Not to be crass, but there will be a lot of turnover in this neighborhood over the next ten years. And while it's lovely to see all the original owners of the homes and talk to them, it will be nice when they start moving out and downsizing and a lot of young families closer to our age move in. I think this neighborhood is going to be an awesome long-term choice for us.

What about you? Do you have an HOA or condo association or anything placing any limitations on your homeowners' choices? Do you know your neighbors? Do you like them?


  1. From my experience with HOAs, a lot of the 20-somethings are non-participants. So, maybe there are even younger people in your neighborhood that just didn't go to the dinner?

    My last HOA was a condo building made of 53-units. I knew pretty much no one until two things happened ... 1) I got a dog and 2) I ran for and was elected to the Board of Directors. After that, I knew most people in the building. And even left with a few good friends.

    My current HOA is another condo building, only this one has 6 units. I met everyone within a couple weeks of moving in and we've become very good friends with a number of our neighbors.

  2. No HOA. But we've gotten to know most of the immediately-surrounding neighbors. The folks on either side introduced themselves and made us feel welcome right away. Just over a year ago a new family moved in down the road, and after seeing her outside on the first warm day of the spring, we seized upon each other and have become good friends. And the folks to our right had a neighborhood get-together a year ago where we got to meet and actually TALK to even more neighbors. First time we've seen a lot of them in a setting other than during Girl Scout cookie time!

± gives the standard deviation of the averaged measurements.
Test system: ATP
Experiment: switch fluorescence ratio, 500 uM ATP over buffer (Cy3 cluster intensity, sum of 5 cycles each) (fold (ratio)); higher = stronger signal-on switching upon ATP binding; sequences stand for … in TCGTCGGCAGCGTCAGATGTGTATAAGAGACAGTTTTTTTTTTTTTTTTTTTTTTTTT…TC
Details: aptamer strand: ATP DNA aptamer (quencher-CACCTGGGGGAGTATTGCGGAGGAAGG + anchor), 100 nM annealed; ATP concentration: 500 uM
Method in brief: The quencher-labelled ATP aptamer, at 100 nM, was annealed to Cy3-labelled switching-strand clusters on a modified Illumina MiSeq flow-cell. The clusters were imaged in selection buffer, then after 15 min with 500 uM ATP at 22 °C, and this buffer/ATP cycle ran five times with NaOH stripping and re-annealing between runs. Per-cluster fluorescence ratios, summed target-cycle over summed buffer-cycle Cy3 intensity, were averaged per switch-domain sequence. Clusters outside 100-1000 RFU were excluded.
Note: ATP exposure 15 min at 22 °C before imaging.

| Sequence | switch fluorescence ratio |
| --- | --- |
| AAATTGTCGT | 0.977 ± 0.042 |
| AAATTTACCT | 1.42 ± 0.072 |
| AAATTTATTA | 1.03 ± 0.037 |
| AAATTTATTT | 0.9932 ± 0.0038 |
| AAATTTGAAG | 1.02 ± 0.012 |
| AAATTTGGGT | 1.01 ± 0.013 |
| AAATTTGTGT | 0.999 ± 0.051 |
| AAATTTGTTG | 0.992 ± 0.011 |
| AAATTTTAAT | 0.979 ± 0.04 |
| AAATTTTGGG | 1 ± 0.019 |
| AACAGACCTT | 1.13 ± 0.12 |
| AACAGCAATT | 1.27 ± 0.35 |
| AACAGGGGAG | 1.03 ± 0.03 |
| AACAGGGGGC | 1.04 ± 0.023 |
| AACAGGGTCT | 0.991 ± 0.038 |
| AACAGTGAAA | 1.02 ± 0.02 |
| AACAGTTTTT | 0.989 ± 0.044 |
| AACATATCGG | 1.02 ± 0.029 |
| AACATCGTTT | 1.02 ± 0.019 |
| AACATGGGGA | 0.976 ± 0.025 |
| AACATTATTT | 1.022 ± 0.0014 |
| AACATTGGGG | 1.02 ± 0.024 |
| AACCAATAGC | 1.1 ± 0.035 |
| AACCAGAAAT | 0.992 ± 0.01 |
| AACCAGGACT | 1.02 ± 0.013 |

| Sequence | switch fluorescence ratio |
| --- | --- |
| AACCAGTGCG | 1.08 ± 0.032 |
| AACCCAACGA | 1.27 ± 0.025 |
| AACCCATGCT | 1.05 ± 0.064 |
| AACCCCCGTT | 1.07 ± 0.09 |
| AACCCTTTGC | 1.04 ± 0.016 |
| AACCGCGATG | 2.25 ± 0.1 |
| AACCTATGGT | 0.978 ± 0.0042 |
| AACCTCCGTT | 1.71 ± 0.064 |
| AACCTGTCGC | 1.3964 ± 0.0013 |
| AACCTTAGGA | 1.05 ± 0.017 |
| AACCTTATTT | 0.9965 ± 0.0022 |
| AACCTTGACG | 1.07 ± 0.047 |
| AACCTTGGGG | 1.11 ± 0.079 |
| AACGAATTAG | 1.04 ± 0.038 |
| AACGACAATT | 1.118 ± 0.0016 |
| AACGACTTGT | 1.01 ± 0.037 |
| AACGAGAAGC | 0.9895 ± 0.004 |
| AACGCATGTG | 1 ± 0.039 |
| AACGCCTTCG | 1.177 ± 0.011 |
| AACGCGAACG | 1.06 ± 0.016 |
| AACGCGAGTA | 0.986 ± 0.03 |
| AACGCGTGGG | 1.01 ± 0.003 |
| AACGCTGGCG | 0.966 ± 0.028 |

Our neighborhood is also mostly older couples/empty nesters. There are not a lot of kids for my kids to play with--and since we're on a street that divides the school districts, then even the kids they've made friends with go to different schools than they do.

    We too are kind of hoping the empty nesters start downsizing soon to bring in some more young families with kids.

  3. My neighborhood is like yours, made up of newly weds and nearly deads. When I first bought the condo, we ate at the neighborhood cafe. I asked one of the elderly ladies how she liked the neighborhood and she told me it was great, and that all the old folks were dying off and leaving the properties to their grandchildren.

  4. There is nothing stopping us making changes but the council where plans must be approved (local government level). We know our neighbours to two houses either side of us but not beyond that and we dont socialise with them except at the dog park.

  5. I have an HOA but it is pretty lenient (based on how some people's houses look) but we can't change the colour of our house etc.